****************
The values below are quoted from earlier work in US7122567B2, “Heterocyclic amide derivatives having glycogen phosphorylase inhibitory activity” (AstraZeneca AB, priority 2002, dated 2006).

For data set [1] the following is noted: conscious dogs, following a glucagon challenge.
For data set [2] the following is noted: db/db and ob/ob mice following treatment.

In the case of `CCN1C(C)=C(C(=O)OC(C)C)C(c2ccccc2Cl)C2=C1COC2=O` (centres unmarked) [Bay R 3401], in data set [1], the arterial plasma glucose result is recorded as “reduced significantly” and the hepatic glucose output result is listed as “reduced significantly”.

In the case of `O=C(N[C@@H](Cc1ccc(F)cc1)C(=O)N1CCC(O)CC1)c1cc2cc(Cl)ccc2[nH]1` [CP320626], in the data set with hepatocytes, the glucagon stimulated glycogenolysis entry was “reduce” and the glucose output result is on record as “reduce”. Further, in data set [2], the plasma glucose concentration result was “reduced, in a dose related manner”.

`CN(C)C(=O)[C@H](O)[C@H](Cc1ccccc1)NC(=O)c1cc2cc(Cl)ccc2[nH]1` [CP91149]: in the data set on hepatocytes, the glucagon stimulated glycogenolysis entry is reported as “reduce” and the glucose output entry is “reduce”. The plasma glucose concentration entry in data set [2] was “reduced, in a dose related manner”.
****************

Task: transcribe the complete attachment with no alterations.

The values below are quoted from earlier work in US7122567B2, “Heterocyclic amide derivatives having glycogen phosphorylase inhibitory activity” (AstraZeneca AB, priority 2002, dated 2006).

For data set [1] the following is noted: conscious dogs, following a glucagon challenge.
For data set [2] the following is noted: db/db and ob/ob mice following treatment.

In the case of `CCN1C(C)=C(C(=O)OC(C)C)C(c2ccccc2Cl)C2=C1COC2=O` (centres unmarked) [Bay R 3401], in data set [1], the arterial plasma glucose result is recorded as “reduced significantly” and the hepatic glucose output result is listed as “reduced significantly”.

In the case of `O=C(N[C@@H](Cc1ccc(F)cc1)C(=O)N1CCC(O)CC1)c1cc2cc(Cl)ccc2[nH]1` [CP320626], in the data set with hepatocytes, the glucagon stimulated glycogenolysis entry was “reduce” and the glucose output result is on record as “reduce”. Further, in data set [2], the plasma glucose concentration result was “reduced, in a dose related manner”.

`CN(C)C(=O)[C@H](O)[C@H](Cc1ccccc1)NC(=O)c1cc2cc(Cl)ccc2[nH]1` [CP91149]: in the data set on hepatocytes, the glucagon stimulated glycogenolysis entry is reported as “reduce” and the glucose output entry is “reduce”. The plasma glucose concentration entry in data set [2] was “reduced, in a dose related manner”.